You say the contests grew organiclly then why charge the $39 rate to submit a contest? Surely it desn’t cost that nearly that much to host each and every contest. It’s more then a community it’s a business for you too. It’s not like you’re sacrificing anything to provide this service to your clients. The only real sacrifice is by the designers. Not saying anyhting about the morality of the situation but you are making a profit from 99designs. Otherwise you wouldn’t have moved it off the sitepoint boards.

  26. Angiers: There isn’t a question of legality, as far as the variety of actual lawyers we have consulted are concerned. I tend to ignore speculation on the matter on blogs, particularly biased ones.

    As for your second point, I’m not sure what you are getting at. We are absolutely a business, in a strikingly similar situation to designers. We risk investing cost and effort (you perhaps don’t realize how much) with the risk that it may outweigh the return.

    I think of the 99designs community as “our” community because I spend day in and day out interacting, learning and growing with the designers that hang around these parts. We work out ways to build a system that benefits designers and us. It’s called a symbiotic relationship.

    I see lots of designers making a better wage then they would in many countries and I get paid for doing what I love, someone explain to me why I should be feeling guilty?

  27. Kevin Says:

    Can someone point out whether or not designers own their submitted-but-not-selected designs?

    For me, that would be the only important point as I firmly believe in the free market to drive down cost services/products.

  28. Yes, designers own their designs right up until the point where they receive payment. Only then does copyright transfer to the customer.

  29. Jessica Says:

    I just want to say that frankly, I am starting to agree with the no spec people. I mean, I work for hours on a design, only to have someone take my concept and pretty much copy it, add something to it the CH likes better, and then they win. My designs are not bad. I have many four and five star entries, but that doesn’t mean anything. I have worked on revisions for a CH, only to have someone come in at the last minute and win with one entry. Also, for those of you who are saying that the designers who get mad about this are just poor designers, what about some of the CHs who have bad taste?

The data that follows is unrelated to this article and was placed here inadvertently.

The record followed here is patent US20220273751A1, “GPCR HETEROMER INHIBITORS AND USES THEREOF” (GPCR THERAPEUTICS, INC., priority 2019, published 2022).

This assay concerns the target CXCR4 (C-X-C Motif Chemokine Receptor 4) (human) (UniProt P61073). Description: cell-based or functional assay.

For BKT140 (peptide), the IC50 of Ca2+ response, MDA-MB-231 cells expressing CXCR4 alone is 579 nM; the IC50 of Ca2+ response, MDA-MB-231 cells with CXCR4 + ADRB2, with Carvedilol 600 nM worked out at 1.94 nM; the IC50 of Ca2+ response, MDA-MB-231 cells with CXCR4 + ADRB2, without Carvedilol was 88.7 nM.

I have seen some downright ugly and tacky entries win contests.
    Then there are the many contests I have entered where the CH gives no feedback.
    Then there are the contests where everyone copies everyone else.
    It does get old.

  30. John Says:

    Anyone who gives away their work is NOT a professional designer. ONLY an amateur would see this as a legitimate business model.

  31. John, if your definition of a professional designer is one who ALWAYS gets paid for every piece of work they produce you have just excluded most freelancers. All areas of design have clients that don’t pay, at least 99designs allows designers to make an educated decision about what they are getting themselves into and who they are working for based on other designers experience with that contest holder.

    Might I also add, mathematically, if you win a certain percentage of contests you enter and you enter a reasonable amount of contests, then you have an hourly rate just like anyone else.